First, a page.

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"The only way out is through."

I keep coming back to pictures of birth lately. Maybe it's because some of my deepest relationships are with women who have held this space, who have nurtured physically- but also met the soul needs of the women who came to them, without question or judgment. Maybe it's an intuition about my fellow mamas and sisters right now, in the wake of these past two days.

I can't help but think this particular time, even in all of its horror and despair, is calling us- women, sisters, mothers. We're in transition. Time has slowed and we feel stuck and exhausted and think there's no possible way we can keep going. The waves come, and even as we fight to stay on top of them, nature takes over. "The only way out is through." Women know this on a cellular level, in a way that men never will.

The waves of grief have been coming steadily now and it's real. We struggle for our own breath during school drop off, we shake with rage, feel the bile creep into our throats when we read about ten year-olds who played Roblox and took dancing lessons and had just made the honor roll. We recognize this fog, though we shouldn't have to.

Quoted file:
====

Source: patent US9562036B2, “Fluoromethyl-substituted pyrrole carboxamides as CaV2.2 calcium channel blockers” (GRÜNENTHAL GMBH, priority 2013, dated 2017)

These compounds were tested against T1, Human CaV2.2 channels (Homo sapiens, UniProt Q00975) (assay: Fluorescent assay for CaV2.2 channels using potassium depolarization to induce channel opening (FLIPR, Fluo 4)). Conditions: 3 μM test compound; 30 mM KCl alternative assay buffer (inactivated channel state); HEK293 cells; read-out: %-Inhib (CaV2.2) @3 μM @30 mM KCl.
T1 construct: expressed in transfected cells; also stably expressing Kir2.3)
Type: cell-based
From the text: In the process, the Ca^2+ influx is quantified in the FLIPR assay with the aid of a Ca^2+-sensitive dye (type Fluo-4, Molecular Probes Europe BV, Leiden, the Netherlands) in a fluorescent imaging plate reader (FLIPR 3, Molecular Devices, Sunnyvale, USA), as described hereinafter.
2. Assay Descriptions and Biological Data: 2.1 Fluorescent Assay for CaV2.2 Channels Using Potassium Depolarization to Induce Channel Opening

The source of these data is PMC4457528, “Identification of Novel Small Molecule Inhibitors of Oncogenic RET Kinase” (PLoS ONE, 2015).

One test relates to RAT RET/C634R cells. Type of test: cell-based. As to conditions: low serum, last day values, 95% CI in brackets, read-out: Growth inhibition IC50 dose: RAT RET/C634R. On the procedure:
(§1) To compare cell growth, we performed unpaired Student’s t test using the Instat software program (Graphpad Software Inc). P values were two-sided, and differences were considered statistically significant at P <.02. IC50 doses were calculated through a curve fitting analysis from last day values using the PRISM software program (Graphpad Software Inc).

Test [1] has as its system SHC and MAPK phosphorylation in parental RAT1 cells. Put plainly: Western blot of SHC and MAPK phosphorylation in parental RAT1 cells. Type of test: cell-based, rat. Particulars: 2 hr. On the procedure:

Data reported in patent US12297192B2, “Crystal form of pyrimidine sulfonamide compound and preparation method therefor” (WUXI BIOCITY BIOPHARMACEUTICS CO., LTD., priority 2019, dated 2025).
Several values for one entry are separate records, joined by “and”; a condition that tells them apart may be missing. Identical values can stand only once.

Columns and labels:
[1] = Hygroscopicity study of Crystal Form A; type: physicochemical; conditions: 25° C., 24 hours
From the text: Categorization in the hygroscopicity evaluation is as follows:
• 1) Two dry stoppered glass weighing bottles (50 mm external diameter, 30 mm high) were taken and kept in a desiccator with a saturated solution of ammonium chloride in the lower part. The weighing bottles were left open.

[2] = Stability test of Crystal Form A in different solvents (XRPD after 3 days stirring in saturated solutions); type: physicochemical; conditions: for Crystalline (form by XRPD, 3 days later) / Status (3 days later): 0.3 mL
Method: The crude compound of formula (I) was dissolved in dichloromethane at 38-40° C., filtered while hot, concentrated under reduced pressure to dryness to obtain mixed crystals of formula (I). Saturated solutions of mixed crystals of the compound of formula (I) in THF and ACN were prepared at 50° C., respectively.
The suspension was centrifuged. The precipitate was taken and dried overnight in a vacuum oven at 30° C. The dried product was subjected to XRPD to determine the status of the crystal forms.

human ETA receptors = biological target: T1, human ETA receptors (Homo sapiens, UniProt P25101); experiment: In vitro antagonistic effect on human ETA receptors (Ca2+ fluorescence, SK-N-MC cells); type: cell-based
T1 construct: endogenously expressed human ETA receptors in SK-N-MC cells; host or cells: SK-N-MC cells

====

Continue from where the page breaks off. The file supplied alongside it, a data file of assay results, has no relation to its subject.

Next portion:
So we do what we know to do- and have done since the beginning of time: we light candles and hold our sisters in the water, as the tears come, as the pressure builds, as the primal wails surface. And we tell each other to dig deep because it's about to get real, but we're not in it alone.

When rich white men in power sit back and do nothing, they are actually positioning us as women to do what's intrinsic to us- what we've always done. Change is coming. I don't know how, but I do know in my core that women will be the ones ushering it in.

The only way out is through.

photo © Patience Salgado


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